This means it has be number three (#3). As with ALL Scriptures, context is critical. For brevity sake, consider what the author of Hebrews says to these people in verse 9 of this same chapter: “Though we speak in this way, yet in your case, beloved, we feel sure of better things – things that belong to salvation.” Here is our answer. The author is speaking to the same people in verse 9 AND verses 4-6. That being the case, he (the author) is letting us know that he is speaking in a particular way – hypothetically. He says, “Though we speak in this way. . . ” In other words, he was speaking to them in a way other than “normal.” Verses 4-6 are a warning of sorts to follow Jesus. It’s as if he is saying, “You can’t fall away . . . but if you could, just think of how awful it would be!” Left to themselves, the readers could most definitely fall away. However, they will not be left to themselves. God will keep them!
If that’s not enough evidence, consider what he goes on to tell them in verses 10-11: “For God is not unjust so as to overlook your work and the love that you have shown for his name in serving the saints, as you still do. And we desire each one of you to show the same earnestness to have the full assurance of hope until the end.” The author of Hebrews is acknowledging the work of God in their lives in the past AND looking to the future of their “full assurance.”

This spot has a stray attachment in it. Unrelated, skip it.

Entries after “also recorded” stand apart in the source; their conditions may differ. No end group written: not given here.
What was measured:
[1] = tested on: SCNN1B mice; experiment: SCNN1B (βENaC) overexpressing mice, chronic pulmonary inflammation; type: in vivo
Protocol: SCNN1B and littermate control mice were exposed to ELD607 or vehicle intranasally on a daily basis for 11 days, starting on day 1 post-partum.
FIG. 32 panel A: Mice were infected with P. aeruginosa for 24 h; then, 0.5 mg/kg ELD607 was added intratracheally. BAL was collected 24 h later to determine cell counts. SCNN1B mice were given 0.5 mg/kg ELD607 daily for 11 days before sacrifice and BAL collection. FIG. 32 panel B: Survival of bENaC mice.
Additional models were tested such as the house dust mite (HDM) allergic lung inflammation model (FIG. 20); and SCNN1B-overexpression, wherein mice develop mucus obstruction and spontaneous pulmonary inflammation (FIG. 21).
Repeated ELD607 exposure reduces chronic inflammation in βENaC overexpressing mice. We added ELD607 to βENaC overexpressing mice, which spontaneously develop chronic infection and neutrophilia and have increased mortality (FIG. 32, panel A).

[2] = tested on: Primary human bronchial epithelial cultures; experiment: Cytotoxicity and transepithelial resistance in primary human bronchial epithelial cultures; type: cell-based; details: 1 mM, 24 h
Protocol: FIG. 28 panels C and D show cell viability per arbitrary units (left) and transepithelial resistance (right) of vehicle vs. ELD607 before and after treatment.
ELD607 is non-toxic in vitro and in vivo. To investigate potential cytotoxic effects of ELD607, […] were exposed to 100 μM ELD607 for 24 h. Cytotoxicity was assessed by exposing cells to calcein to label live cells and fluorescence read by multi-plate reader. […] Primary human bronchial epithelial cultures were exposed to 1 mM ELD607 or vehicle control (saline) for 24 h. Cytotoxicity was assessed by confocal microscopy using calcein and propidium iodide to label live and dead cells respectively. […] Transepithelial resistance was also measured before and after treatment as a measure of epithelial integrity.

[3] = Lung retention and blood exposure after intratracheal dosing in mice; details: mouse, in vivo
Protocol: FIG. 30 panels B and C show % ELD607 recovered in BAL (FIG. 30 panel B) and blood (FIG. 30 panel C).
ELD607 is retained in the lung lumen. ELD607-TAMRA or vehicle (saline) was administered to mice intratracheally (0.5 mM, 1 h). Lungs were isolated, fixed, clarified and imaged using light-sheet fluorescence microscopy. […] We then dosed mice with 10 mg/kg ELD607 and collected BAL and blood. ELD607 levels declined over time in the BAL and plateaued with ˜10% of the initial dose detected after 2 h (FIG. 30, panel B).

When he says what he says in verses 4-6, it is a hypothetical situation for his readers. 
Second, the issue of whether or not baptism completes salvation came up in class yesterday. To put it another way, the question “Does baptism help save you, or is it ‘just’ an act of obedience after salvation?” Of course, Southern Baptists (again, myself included!) believe that baptism (by immersion!) is a symbol and an act of obedience, where a believer identifies with Jesus and the family of God after salvation. Southern Baptists, in other words, do not believe baptism must be practiced in order to complete salvation. Jesus is the Author AND Finisher of our salvation!
In this discussion, a question of something Jesus said to Nicodemus in John 3 was asked. In John 3:5, Jesus said this to Nicodemus – “Unless one is born of water and the Spirit, he cannot enter the kingdom of God.” The question was, “If baptism doesn’t save you, what is meant by ‘water’ in this passage?” Again, this was yet another GREAT question! And again, context is critical. In the context of this passage, Jesus is not talking about baptism by immersion, but being “born again,” or, being saved, or becoming a Christian. Likewise, most biblical scholars agree that Jesus’ language here is pointing back to an Old Testament prophecy made about salvation. Yesterday in class I wasn’t sure of the exact passage, but it is found in Ezekiel 36:25-27. It is clear in this passage, when God refers to water – it is a physical image to communicate a spiritual reality.
So, when Jesus mentions water in John 3 – the context and the reference back to Ezekiel both point to a spiritual reality of someone being “made new” or “born again” into the kingdom of God.

One thought on “Two Great Questions

  1. janis camp says:

    Matt, will you have a time when you will tell folks about individual SS classes? Of course, I am interested in females who are looking for a female class that studies scriptures, any age, any marital status….just wanting to learn and worship our Lord. janis